Posted by: Liza Rosenberg | July 8, 2007

In memory of little boys

When I was pregnant with our first son, at a time when I believed that we had cleared the hurdles of our previous pregnancies and had finally broken our curse of bad luck, a friend mentioned that sometimes, once that stage of pregnancy was reached, if I laughed or coughed, I might, well, to put it bluntly, leak a little. I filed that bit of information away for safe keeping, and soldiered on. One night, I woke with a horrible leg cramp, and while walking it off, I suddenly felt a great deal of liquid runnng down my legs. While racing to the bathroom, I silently chastised my friend, thinking that she had greatly under-exaggerated, and that what I’d just experienced was quite a bit more than a little leak. And then I realized that the “leak” hadn’t stopped. We grabbed our pregnancy books, and it slowly dawned on me that what I was experiencing was a premature rupture of the membranes, a very premature rupture. We quickly drove to the hospital, where our worst fears were confirmed. My waters had broken in the 25th week of pregnancy, and so the nightmare began.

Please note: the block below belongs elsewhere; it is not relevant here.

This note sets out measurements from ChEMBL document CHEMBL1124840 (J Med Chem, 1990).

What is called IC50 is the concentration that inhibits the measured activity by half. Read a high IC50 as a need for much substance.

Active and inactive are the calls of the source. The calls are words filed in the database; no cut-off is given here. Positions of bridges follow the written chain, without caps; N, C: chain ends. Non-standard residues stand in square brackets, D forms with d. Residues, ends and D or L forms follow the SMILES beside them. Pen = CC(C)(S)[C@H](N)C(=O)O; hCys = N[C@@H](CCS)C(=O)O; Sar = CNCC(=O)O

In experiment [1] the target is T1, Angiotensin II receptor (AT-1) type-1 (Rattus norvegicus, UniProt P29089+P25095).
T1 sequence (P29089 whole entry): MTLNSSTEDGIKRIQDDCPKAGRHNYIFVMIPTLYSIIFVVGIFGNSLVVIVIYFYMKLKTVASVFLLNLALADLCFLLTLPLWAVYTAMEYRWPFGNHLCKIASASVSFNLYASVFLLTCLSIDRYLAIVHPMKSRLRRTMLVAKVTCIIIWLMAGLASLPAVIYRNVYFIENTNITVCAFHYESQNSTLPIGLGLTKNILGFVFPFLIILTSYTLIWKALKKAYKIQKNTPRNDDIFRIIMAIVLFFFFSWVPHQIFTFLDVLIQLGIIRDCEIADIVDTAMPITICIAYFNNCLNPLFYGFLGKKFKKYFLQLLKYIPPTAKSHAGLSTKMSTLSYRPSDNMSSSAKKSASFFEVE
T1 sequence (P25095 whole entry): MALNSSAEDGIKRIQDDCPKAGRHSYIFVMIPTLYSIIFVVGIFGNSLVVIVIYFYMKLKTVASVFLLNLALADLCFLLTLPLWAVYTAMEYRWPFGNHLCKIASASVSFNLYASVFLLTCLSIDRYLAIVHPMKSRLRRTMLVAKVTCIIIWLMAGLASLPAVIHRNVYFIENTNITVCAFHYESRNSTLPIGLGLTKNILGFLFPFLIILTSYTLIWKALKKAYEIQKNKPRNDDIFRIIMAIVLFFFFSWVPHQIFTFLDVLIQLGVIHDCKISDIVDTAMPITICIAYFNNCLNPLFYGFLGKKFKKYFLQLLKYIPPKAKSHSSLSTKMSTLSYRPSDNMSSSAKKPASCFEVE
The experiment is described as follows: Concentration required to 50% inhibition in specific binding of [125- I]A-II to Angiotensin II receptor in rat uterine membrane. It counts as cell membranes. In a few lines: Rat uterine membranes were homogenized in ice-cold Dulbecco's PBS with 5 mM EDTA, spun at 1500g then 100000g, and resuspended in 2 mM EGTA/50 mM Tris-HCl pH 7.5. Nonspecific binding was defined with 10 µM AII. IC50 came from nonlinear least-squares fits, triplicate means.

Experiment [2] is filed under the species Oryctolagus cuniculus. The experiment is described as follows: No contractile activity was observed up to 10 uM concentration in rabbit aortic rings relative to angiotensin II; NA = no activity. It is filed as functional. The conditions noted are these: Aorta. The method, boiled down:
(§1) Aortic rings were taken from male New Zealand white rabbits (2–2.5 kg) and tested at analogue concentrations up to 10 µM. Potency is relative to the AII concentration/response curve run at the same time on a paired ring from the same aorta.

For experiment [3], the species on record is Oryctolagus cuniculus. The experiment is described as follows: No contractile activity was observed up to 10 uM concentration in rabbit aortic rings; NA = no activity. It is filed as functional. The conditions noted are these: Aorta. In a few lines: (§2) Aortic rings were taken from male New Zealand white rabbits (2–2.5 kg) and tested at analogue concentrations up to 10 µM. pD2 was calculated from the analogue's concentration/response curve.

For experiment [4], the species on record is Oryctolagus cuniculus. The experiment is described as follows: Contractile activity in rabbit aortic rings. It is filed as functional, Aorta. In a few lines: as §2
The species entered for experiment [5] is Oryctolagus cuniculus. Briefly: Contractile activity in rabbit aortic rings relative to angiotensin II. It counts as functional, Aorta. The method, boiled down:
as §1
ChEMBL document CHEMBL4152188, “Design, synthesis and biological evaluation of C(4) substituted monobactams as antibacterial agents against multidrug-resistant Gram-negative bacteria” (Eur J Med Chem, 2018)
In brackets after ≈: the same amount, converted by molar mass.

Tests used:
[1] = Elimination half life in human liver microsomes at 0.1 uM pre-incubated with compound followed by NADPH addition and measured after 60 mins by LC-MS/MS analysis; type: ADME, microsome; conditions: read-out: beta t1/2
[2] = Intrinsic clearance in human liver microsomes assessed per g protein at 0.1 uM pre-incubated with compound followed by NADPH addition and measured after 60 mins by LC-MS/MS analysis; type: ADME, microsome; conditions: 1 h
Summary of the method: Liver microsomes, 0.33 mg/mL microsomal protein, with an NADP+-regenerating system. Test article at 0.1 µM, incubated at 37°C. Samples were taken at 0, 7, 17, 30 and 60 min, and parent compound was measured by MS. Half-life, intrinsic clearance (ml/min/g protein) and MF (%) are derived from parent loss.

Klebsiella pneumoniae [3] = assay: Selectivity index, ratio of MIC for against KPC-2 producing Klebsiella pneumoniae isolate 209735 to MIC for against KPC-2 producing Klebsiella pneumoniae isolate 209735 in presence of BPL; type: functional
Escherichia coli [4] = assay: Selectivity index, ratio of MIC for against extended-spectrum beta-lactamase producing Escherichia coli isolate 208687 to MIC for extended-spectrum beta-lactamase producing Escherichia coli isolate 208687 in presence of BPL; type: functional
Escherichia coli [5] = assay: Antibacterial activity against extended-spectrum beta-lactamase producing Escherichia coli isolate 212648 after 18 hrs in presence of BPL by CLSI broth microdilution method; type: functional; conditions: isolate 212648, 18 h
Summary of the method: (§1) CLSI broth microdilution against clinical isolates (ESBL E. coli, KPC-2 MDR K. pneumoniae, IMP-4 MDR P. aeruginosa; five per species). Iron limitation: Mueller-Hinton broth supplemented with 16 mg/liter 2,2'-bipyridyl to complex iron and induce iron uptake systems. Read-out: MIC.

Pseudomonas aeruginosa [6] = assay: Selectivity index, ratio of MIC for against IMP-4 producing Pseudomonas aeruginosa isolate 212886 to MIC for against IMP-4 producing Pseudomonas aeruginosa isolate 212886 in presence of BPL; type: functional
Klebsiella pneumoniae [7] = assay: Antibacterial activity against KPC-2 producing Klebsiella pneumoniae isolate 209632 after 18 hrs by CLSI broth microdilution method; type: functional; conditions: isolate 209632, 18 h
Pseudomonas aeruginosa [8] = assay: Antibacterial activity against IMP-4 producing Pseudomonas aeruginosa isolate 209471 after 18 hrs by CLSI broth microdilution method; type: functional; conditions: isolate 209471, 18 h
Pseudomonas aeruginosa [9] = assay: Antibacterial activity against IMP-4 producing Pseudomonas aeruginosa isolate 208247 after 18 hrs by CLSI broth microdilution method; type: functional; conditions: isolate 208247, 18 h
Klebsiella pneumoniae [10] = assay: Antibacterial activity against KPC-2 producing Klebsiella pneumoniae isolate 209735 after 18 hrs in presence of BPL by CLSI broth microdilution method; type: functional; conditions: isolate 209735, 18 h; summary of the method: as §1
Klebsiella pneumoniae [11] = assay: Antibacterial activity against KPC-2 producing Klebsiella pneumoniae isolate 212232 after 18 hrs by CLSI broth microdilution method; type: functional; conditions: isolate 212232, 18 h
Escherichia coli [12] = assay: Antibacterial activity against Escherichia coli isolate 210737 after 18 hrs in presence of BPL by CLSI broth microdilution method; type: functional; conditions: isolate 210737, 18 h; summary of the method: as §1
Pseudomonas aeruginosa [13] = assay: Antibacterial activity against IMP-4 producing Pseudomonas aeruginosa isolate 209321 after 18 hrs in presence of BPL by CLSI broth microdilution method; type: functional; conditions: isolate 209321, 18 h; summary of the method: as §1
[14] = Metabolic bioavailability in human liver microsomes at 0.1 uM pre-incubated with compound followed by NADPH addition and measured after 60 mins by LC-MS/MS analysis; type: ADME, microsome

I suddenly found myself lying in a hospital bed, getting up only to go to the bathroom or to shower. I was lonely, miserable and frightened, and there was nothing I could do about any of it. All we could do was wait, knowing that the longer our baby stayed inside me, the greater his chances were for survival. Together, we managed to hold on for about a week, which is when I began having terrible stomach pains. These pains, of course, turned out to be contractions, and a few hours later, following an emergency c-section, our first son was born, weighing all of 700 grams. And all of this occurred nine years ago today.